Revitalization of a Forward Genetic Screen Identifies Three New Regulators of Fungal Secondary Metabolism in the Genus .
The study of aflatoxin in spp. has garnered the attention of many researchers due to aflatoxin's carcinogenic properties and frequency as a food and feed contaminant. Significant progress has been made by utilizing the model organism to characterize the regulation of sterigmatocystin (ST), the penultimate precursor of aflatoxin. A previous forward genetic screen identified 23 mutants involved in regulating ST production. Six mutants were characterized from this screen using classical mapping (five mutations in ) and complementation with a cosmid library (one mutation in ). The remaining mutants were backcrossed and sequenced using Illumina and Ion Torrent sequencing platforms. All but one mutant contained one or more sequence variants in predicted open reading frames. Deletion of these genes resulted in identification of mutant alleles responsible for the loss of ST production in 12 of the 17 remaining mutants. Eight of these mutations were in genes already known to affect ST synthesis (, , , and ), while the remaining four mutations (in , , and ) were in previously uncharacterized genes not known to be involved in ST production. Deletion of , , and in results in loss of aflatoxin production, confirming that these regulators are conserved in the aflatoxigenic aspergilli. This report highlights the multifaceted regulatory mechanisms governing secondary metabolism in Additionally, these data contribute to the increasing number of studies showing that forward genetic screens of fungi coupled with whole-genome resequencing is a robust and cost-effective technique. In a postgenomic world, reverse genetic approaches have displaced their forward genetic counterparts. The techniques used in forward genetics to identify loci of interest were typically very cumbersome and time-consuming, relying on Mendelian traits in model organisms. The current work was pursued not only to identify alleles involved in regulation of secondary metabolism but also to demonstrate a return to forward genetics to track phenotypes and to discover genetic pathways that could not be predicted through a reverse genetics approach. While identification of mutant alleles from whole-genome sequencing has been done before, here we illustrate the possibility of coupling this strategy with a genetic screen to identify multiple alleles of interest. Sequencing of classically derived mutants revealed several uncharacterized genes, which represent novel pathways to regulate and control the biosynthesis of sterigmatocystin and of aflatoxin, a societally and medically important mycotoxin.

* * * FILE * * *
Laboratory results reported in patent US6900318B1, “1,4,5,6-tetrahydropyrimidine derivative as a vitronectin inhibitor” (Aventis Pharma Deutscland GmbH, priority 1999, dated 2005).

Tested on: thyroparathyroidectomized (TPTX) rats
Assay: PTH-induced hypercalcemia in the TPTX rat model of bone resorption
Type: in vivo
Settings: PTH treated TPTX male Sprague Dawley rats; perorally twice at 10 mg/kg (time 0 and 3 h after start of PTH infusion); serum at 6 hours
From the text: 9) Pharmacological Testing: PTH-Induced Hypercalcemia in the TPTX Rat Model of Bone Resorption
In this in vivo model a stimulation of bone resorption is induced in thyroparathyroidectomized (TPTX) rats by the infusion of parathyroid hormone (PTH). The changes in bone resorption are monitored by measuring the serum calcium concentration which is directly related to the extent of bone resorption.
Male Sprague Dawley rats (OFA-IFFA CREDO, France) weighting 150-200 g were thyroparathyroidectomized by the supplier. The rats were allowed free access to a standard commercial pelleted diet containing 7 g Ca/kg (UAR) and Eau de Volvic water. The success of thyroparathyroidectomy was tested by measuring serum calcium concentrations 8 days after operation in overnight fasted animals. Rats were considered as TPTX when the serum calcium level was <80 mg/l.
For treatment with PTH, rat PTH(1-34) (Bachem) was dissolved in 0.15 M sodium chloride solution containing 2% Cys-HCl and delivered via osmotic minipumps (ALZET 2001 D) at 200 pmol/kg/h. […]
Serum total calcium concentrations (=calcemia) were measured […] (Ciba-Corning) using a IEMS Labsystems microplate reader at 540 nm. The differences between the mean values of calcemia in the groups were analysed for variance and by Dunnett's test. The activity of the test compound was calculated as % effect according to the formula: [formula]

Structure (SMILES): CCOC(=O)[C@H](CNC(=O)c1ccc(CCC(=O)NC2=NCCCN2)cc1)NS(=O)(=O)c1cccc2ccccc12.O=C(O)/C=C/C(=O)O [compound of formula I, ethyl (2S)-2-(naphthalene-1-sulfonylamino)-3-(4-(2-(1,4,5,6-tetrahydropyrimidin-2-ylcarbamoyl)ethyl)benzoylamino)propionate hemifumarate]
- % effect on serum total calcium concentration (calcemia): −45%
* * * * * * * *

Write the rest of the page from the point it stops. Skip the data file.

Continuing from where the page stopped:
|Year of Publication
2017 09 05
|PubMed Central ID
P01 GM084077 / GM / NIGMS NIH HHS / United States
R01 GM112739 / GM / NIGMS NIH HHS / United States
T32 GM007133 / GM / NIGMS NIH HHS / United States